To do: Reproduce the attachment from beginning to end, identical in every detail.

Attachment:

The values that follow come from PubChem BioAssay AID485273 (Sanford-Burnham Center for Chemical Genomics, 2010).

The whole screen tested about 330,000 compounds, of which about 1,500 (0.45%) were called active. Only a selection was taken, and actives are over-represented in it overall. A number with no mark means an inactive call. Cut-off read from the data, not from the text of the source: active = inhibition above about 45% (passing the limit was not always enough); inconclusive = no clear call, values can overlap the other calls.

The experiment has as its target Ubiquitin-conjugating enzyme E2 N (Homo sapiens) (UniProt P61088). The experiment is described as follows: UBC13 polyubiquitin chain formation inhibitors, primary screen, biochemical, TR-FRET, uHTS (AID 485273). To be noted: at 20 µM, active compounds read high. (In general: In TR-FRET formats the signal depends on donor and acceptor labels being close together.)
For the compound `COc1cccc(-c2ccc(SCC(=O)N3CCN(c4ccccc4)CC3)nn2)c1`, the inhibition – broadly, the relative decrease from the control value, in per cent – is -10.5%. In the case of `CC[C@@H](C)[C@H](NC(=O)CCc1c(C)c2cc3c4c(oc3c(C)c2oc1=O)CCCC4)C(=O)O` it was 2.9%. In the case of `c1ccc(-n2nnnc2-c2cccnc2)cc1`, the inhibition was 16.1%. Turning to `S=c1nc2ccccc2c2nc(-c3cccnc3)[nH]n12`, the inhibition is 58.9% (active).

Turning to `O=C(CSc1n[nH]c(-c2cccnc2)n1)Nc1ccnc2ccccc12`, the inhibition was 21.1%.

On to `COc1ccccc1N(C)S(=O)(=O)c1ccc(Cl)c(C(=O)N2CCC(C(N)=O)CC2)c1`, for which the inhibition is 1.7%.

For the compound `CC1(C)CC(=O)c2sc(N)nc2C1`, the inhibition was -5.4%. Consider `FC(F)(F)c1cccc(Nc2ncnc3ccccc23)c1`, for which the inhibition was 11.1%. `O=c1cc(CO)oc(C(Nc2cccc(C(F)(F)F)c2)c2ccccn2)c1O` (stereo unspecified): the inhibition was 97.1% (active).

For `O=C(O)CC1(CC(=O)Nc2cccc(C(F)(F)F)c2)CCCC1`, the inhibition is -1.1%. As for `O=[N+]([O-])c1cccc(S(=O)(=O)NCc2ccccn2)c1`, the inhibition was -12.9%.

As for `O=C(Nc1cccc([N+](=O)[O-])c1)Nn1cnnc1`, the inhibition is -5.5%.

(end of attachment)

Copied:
The values that follow come from PubChem BioAssay AID485273 (Sanford-Burnham Center for Chemical Genomics, 2010).

The whole screen tested about 330,000 compounds, of which about 1,500 (0.45%) were called active. Only a selection was taken, and actives are over-represented in it overall. A number with no mark means an inactive call. Cut-off read from the data, not from the text of the source: active = inhibition above about 45% (passing the limit was not always enough); inconclusive = no clear call, values can overlap the other calls.

The experiment has as its target Ubiquitin-conjugating enzyme E2 N (Homo sapiens) (UniProt P61088). The experiment is described as follows: UBC13 polyubiquitin chain formation inhibitors, primary screen, biochemical, TR-FRET, uHTS (AID 485273). To be noted: at 20 µM, active compounds read high. (In general: In TR-FRET formats the signal depends on donor and acceptor labels being close together.)
For the compound `COc1cccc(-c2ccc(SCC(=O)N3CCN(c4ccccc4)CC3)nn2)c1`, the inhibition – broadly, the relative decrease from the control value, in per cent – is -10.5%. In the case of `CC[C@@H](C)[C@H](NC(=O)CCc1c(C)c2cc3c4c(oc3c(C)c2oc1=O)CCCC4)C(=O)O` it was 2.9%. In the case of `c1ccc(-n2nnnc2-c2cccnc2)cc1`, the inhibition was 16.1%. Turning to `S=c1nc2ccccc2c2nc(-c3cccnc3)[nH]n12`, the inhibition is 58.9% (active).

Turning to `O=C(CSc1n[nH]c(-c2cccnc2)n1)Nc1ccnc2ccccc12`, the inhibition was 21.1%.

On to `COc1ccccc1N(C)S(=O)(=O)c1ccc(Cl)c(C(=O)N2CCC(C(N)=O)CC2)c1`, for which the inhibition is 1.7%.

For the compound `CC1(C)CC(=O)c2sc(N)nc2C1`, the inhibition was -5.4%. Consider `FC(F)(F)c1cccc(Nc2ncnc3ccccc23)c1`, for which the inhibition was 11.1%. `O=c1cc(CO)oc(C(Nc2cccc(C(F)(F)F)c2)c2ccccn2)c1O` (stereo unspecified): the inhibition was 97.1% (active).

For `O=C(O)CC1(CC(=O)Nc2cccc(C(F)(F)F)c2)CCCC1`, the inhibition is -1.1%. As for `O=[N+]([O-])c1cccc(S(=O)(=O)NCc2ccccn2)c1`, the inhibition was -12.9%.

As for `O=C(Nc1cccc([N+](=O)[O-])c1)Nn1cnnc1`, the inhibition is -5.5%.